According to the AU’s founding document, the organization has the authority to take action in the event of “grave circumstances,” such as “war crimes, genocide, and crimes against humanity,” occurring within a member state. The AU has been able to effectively use its authority within its borders to guarantee that these requirements are met. In recent years, for instance, the AU has guaranteed the final resolution of the election dispute in Zambia in 2021. The African Union (AU) has been able to rally to draft treaties like the African Charter on Democracy, Elections, and Governance and the Protocol Relating to the Establishment of the Peace and Security Council of the African Union, all with the goal of preserving Africa’s peace, democracy, and good governance. The AU has been pushing for the rapid implementation of initiatives like “Silncing the Guns,” which was followed by the Lusaka Road Map in 2016, to end conflicts across the continent.
However, the AU’s peacekeeping framework is largely under-funded, or involves disjointed collaboration with regional blocs like the Economic Community of West African States (ECOWAS), or is often no match for missions conducted by international organizations like the UN, due to the AU’s immense dependency on external donors. Due to a lack of resources, the United Nations has taken over peacekeeping operations previously handled by the African Union, including the African Union Mission in Burundi (AMIB) and the African Union Mission in Sudan (AMIS).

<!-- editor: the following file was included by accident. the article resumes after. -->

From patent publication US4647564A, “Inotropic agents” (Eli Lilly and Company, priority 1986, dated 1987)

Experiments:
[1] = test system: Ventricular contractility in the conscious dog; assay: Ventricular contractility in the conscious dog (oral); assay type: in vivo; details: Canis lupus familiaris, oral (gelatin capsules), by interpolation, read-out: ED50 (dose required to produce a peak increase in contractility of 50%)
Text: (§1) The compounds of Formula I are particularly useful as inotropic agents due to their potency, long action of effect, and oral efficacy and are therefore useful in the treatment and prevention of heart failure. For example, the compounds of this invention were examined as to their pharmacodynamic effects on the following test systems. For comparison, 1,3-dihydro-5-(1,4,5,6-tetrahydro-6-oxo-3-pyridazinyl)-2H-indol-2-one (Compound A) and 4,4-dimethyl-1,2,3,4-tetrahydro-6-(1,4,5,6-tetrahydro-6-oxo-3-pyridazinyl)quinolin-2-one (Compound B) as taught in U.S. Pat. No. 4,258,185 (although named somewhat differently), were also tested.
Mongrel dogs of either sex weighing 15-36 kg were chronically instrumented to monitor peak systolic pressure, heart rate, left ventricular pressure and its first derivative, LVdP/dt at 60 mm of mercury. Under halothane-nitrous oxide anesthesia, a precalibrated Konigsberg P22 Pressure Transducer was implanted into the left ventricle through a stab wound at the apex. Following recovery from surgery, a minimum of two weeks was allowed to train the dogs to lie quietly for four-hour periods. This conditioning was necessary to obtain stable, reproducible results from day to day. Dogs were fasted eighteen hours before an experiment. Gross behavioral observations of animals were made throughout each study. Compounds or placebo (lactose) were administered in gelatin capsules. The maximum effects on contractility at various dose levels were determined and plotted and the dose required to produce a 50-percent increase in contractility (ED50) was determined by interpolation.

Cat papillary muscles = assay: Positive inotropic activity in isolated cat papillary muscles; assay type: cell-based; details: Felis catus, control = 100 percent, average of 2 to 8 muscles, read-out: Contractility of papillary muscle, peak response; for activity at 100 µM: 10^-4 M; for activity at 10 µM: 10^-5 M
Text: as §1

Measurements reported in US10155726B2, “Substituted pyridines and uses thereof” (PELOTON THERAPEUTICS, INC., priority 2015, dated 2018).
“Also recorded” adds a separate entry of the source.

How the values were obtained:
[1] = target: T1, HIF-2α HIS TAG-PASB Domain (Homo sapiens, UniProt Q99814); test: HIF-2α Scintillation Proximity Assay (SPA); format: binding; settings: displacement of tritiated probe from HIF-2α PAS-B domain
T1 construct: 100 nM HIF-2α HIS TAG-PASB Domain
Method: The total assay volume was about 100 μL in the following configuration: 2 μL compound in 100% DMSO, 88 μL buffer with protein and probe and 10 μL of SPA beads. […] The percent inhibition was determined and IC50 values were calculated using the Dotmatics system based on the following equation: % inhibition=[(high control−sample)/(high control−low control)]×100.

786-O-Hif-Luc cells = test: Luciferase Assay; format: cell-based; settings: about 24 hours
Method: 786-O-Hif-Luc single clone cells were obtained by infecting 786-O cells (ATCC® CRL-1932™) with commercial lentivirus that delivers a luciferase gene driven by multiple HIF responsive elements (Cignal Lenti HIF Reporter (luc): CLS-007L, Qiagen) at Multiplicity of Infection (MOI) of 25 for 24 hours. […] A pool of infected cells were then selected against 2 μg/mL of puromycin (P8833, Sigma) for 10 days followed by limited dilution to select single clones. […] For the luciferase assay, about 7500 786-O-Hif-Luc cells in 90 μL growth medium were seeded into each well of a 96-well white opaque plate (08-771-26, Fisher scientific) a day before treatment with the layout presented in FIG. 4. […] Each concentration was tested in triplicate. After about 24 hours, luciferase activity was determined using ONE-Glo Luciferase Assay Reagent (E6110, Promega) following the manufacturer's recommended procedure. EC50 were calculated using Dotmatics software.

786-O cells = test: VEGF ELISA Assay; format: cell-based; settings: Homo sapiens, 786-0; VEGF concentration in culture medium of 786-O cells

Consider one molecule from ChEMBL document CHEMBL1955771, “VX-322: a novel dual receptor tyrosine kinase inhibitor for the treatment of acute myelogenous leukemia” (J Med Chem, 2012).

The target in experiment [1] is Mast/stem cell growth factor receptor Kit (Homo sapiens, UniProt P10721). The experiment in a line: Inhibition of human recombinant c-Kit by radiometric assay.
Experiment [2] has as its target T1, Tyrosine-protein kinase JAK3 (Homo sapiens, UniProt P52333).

The African Union (AU) has been successful in reaching consensus on conceptual understandings of conflict, but it has also developed a habit of shielding tyrannical state officials like former Sudanese President Omar al Bashir and former Kenyan President Uhuru Kenyatta from prosecution by the International Criminal Court (ICC) for their crimes against humanity. Moreover, the AU’s failure has been especially pervasive throughout the UNAMID in terms of long-term structural peacekeeping missions. A large number of innocent civilians in North Darfur have been forcibly displaced, raped, and killed during the AU’s 15-year rule.